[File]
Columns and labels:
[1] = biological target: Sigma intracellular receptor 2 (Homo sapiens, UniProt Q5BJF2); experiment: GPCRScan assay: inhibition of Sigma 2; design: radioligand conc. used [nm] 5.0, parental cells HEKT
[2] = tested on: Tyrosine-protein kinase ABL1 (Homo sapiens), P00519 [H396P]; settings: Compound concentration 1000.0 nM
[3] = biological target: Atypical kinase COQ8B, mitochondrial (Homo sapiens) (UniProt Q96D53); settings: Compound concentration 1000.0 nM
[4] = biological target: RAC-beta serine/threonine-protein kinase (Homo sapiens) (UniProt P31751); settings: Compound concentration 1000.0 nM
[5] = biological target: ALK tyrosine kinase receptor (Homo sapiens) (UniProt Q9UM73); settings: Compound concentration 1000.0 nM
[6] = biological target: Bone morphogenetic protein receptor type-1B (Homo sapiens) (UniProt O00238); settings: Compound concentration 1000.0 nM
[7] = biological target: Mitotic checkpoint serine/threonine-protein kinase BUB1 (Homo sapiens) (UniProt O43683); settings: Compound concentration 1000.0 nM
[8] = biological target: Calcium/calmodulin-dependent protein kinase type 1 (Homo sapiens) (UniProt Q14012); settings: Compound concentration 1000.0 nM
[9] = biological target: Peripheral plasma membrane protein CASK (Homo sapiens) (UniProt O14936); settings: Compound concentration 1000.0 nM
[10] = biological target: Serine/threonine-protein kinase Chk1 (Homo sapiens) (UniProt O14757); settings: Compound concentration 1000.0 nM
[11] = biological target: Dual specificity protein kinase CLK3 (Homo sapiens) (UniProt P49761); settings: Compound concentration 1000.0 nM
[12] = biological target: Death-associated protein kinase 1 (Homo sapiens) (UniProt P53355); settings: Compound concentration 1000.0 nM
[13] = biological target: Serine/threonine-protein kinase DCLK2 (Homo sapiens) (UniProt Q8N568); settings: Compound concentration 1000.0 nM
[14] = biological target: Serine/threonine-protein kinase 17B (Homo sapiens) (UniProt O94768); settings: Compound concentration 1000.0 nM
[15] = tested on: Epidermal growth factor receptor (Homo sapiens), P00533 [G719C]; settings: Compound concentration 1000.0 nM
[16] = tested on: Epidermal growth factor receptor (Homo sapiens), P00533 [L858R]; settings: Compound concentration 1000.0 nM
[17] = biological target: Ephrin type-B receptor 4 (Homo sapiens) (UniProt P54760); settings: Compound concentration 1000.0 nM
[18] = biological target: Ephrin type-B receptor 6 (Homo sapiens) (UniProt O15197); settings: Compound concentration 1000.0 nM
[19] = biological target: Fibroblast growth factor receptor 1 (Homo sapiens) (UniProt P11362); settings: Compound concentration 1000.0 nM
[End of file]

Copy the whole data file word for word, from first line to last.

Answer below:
Columns and labels:
[1] = biological target: Sigma intracellular receptor 2 (Homo sapiens, UniProt Q5BJF2); experiment: GPCRScan assay: inhibition of Sigma 2; design: radioligand conc. used [nm] 5.0, parental cells HEKT
[2] = tested on: Tyrosine-protein kinase ABL1 (Homo sapiens), P00519 [H396P]; settings: Compound concentration 1000.0 nM
[3] = biological target: Atypical kinase COQ8B, mitochondrial (Homo sapiens) (UniProt Q96D53); settings: Compound concentration 1000.0 nM
[4] = biological target: RAC-beta serine/threonine-protein kinase (Homo sapiens) (UniProt P31751); settings: Compound concentration 1000.0 nM
[5] = biological target: ALK tyrosine kinase receptor (Homo sapiens) (UniProt Q9UM73); settings: Compound concentration 1000.0 nM
[6] = biological target: Bone morphogenetic protein receptor type-1B (Homo sapiens) (UniProt O00238); settings: Compound concentration 1000.0 nM
[7] = biological target: Mitotic checkpoint serine/threonine-protein kinase BUB1 (Homo sapiens) (UniProt O43683); settings: Compound concentration 1000.0 nM
[8] = biological target: Calcium/calmodulin-dependent protein kinase type 1 (Homo sapiens) (UniProt Q14012); settings: Compound concentration 1000.0 nM
[9] = biological target: Peripheral plasma membrane protein CASK (Homo sapiens) (UniProt O14936); settings: Compound concentration 1000.0 nM
[10] = biological target: Serine/threonine-protein kinase Chk1 (Homo sapiens) (UniProt O14757); settings: Compound concentration 1000.0 nM
[11] = biological target: Dual specificity protein kinase CLK3 (Homo sapiens) (UniProt P49761); settings: Compound concentration 1000.0 nM
[12] = biological target: Death-associated protein kinase 1 (Homo sapiens) (UniProt P53355); settings: Compound concentration 1000.0 nM
[13] = biological target: Serine/threonine-protein kinase DCLK2 (Homo sapiens) (UniProt Q8N568); settings: Compound concentration 1000.0 nM
[14] = biological target: Serine/threonine-protein kinase 17B (Homo sapiens) (UniProt O94768); settings: Compound concentration 1000.0 nM
[15] = tested on: Epidermal growth factor receptor (Homo sapiens), P00533 [G719C]; settings: Compound concentration 1000.0 nM
[16] = tested on: Epidermal growth factor receptor (Homo sapiens), P00533 [L858R]; settings: Compound concentration 1000.0 nM
[17] = biological target: Ephrin type-B receptor 4 (Homo sapiens) (UniProt P54760); settings: Compound concentration 1000.0 nM
[18] = biological target: Ephrin type-B receptor 6 (Homo sapiens) (UniProt O15197); settings: Compound concentration 1000.0 nM
[19] = biological target: Fibroblast growth factor receptor 1 (Homo sapiens) (UniProt P11362); settings: Compound concentration 1000.0 nM